Saturday, May 30, 2020

Pure Objectivity is impossible . . . and yet

Detached and disconnected objectivity is impossible.

We are each shaped by personal, social, family, cultural, contextual, educational, experiential and genetic issues.

And yet, it seems likely to me that "to any outside observer" - persons from outside America looking at America  - must objectively ponder how "great" we are as a nation and/or how realistic is the claim of "the American Dream."

Viewed from outside America, it is likely that an objective outside observer would think that America is deeply divided, politically unstable, failing to care for the poor, not nurturing the sick, and fraught with true dis-ease and disease with respect to how immigrants and people of colour are (dis)respected and (mis)treated.

It's impossible for outsiders to know what America is really like.

Even if the killing of George Floyd, Ahmaud Arbery, or the racial profiling of a bird watcher peacefully enjoying the park does lead to systemic change for America - these men still should *not* have been killed.

I know, my view is subjective and fraught with complexity. And yet . . .

To my view, America is deeply divided, politically unstable, failing to care for the poor, not nurturing the sick and fraught with true dis-ease with respect to how immigrants and people of colour are disrespected and mistreated.



Toward eupan ~

~ marty alan michelson, ph.d.

Saturday, May 2, 2020

"The rich get richer . . . "

U.S. President Andrew Jackson stated in 1832: 

when the laws undertake... to make the rich richer and the potent more powerful, the humble members of society... have a right to complain of the injustice to their Government.

Prior to this, the Poet Percy Shelley wrote in 1821:

The rich have become richer, and the poor have become poorer; and the vessel of the State is driven between the Scylla and Charybdis of anarchy and despotism.

How and why Rich people are rich and Poor people are poor is complex in various ways.  And yet, it is true for many who are poor that they do not get the "simple uplift" they need in a month, or a few months - or at crucial junctures that give them the extra dollars they need to "start" on the path to greater financial independence or success.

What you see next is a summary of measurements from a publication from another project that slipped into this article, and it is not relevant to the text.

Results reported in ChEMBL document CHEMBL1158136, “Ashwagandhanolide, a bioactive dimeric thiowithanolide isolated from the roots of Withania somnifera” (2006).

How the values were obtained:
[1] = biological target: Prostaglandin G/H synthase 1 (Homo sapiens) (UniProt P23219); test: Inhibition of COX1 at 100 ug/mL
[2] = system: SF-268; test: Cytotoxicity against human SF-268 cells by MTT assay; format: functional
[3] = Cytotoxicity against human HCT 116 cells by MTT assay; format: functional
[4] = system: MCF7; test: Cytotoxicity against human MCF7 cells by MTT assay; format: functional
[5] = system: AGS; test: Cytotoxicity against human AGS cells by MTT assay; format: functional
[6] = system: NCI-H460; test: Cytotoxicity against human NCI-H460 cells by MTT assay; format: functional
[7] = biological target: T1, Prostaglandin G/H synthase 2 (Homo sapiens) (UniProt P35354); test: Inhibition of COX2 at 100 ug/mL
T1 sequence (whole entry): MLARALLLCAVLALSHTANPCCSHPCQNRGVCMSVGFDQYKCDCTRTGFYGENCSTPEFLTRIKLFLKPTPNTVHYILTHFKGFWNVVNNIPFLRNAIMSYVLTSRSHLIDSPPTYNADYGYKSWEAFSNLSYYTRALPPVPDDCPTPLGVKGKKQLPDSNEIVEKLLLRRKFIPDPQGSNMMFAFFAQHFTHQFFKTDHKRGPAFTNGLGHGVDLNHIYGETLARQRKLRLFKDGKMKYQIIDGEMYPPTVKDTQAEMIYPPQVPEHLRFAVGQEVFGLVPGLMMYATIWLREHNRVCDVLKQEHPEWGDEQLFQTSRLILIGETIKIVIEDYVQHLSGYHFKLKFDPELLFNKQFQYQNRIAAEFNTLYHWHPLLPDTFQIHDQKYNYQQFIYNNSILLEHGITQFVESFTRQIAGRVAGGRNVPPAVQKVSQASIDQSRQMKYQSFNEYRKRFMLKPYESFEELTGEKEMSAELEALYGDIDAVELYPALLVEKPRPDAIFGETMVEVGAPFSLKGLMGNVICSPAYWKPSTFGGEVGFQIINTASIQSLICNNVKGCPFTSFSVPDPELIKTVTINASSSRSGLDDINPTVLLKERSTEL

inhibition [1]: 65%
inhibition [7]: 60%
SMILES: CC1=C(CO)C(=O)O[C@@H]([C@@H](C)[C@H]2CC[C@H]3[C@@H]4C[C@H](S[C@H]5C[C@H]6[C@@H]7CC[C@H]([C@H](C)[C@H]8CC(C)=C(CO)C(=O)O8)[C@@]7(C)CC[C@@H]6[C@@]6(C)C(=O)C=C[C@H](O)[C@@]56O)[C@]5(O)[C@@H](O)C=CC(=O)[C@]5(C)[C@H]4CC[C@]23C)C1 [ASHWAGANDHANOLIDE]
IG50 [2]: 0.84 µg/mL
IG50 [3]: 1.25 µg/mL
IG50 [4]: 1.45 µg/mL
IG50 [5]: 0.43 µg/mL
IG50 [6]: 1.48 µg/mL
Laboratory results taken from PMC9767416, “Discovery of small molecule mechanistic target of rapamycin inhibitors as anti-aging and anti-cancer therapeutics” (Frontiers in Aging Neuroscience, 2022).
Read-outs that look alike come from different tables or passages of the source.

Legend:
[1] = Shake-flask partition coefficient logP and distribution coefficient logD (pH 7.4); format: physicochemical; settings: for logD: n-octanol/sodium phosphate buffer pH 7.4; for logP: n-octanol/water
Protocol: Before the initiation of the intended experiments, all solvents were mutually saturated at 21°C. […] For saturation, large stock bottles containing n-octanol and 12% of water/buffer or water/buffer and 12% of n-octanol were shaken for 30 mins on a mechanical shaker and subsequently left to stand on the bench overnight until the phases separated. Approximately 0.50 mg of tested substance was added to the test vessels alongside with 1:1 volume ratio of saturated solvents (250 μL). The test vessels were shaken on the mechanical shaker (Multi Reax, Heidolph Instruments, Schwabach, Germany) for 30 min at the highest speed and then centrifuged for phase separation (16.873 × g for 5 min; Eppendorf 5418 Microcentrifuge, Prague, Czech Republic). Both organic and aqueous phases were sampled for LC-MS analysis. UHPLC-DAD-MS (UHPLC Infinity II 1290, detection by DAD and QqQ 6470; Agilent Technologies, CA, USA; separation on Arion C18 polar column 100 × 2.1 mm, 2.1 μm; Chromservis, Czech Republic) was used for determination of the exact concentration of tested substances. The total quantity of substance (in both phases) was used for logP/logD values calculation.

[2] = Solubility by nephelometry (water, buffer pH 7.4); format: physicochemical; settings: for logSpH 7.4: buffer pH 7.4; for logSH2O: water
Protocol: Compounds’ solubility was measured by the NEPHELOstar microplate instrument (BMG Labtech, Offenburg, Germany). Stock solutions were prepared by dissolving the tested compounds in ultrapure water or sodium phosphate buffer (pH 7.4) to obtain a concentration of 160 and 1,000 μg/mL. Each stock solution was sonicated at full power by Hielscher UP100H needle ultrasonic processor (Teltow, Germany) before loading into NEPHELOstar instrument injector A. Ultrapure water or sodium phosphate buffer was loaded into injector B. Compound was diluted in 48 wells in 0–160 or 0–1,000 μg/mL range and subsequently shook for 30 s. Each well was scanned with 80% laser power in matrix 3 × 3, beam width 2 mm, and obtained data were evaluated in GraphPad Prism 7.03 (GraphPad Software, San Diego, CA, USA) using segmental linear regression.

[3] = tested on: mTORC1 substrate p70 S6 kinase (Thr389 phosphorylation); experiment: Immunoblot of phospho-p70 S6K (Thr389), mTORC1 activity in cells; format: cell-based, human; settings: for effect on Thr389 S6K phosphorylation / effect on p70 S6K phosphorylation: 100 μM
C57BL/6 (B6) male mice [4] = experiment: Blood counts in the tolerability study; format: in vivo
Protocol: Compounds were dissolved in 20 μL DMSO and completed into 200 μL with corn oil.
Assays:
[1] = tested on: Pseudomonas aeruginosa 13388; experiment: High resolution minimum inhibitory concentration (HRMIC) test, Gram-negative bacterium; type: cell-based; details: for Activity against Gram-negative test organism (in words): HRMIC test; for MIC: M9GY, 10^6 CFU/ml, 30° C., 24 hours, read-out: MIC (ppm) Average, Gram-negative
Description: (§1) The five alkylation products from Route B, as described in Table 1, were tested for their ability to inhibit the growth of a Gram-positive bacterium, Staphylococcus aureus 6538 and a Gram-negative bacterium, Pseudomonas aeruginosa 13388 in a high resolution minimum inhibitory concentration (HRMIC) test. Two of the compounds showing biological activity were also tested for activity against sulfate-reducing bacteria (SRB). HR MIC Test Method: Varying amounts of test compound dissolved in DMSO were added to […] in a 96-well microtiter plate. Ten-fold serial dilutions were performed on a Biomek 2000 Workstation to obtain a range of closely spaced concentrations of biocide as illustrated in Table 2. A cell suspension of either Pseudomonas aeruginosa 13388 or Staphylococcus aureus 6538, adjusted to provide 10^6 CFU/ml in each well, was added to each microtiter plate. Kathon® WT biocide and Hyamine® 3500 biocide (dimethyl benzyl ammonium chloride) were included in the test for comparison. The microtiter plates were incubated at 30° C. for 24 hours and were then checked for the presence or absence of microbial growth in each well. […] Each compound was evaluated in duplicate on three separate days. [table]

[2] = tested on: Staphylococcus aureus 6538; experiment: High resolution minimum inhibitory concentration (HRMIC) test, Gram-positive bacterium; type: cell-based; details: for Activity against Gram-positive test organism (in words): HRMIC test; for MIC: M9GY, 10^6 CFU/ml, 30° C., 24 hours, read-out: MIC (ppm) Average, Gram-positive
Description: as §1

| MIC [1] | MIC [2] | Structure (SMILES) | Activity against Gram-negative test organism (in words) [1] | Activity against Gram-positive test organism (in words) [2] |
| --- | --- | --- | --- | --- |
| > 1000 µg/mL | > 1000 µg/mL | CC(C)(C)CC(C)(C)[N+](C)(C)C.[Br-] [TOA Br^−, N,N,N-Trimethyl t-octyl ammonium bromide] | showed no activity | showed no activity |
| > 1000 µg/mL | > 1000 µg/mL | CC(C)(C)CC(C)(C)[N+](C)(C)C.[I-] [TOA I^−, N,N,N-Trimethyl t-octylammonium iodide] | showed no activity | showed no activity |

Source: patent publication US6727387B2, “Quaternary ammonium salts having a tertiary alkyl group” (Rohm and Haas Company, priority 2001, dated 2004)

The following story is from an author/book not familiar to me from fiction I do not read. Though, when I read it online today it captured a glimpse of the "$50" that a person/family might need to transpose their lived reality for years into the future.  From author Sir Terry Pratchet, in Men At Arms.

"The reason that the rich were so rich, [Captain Samuel] Vimes reasoned, was because they managed to spend less money." 
"Take boots, for example. He earned thirty-eight dollars a month plus allowances. A really good pair of leather boots cost fifty dollars. But an affordable pair of boots, which were sort of OK for a season or two and then leaked like hell when the cardboard gave out, cost about ten dollars. Those were the kind of boots Vimes always bought, and wore until the soles were so thin that he could tell where he was . . . on a foggy night by the feel of the cobbles." 
"But the thing was that good boots lasted for years and years. A man who could afford fifty dollars had a pair of boots that'd still be keeping his feet dry in ten years' time, while the poor man who could only afford cheap boots would have spent a hundred dollars on boots in the same time and would still have wet feet." 
"This was the Captain Samuel Vimes 'Boots' theory of socioeconomic unfairness."


Let's work toward a world where all persons are rich enough for good shoes, healthy food, safe shelter, health-care needs and caring neighborhoods.


Toward eupan ~

~ marty alan michelson, ph.d.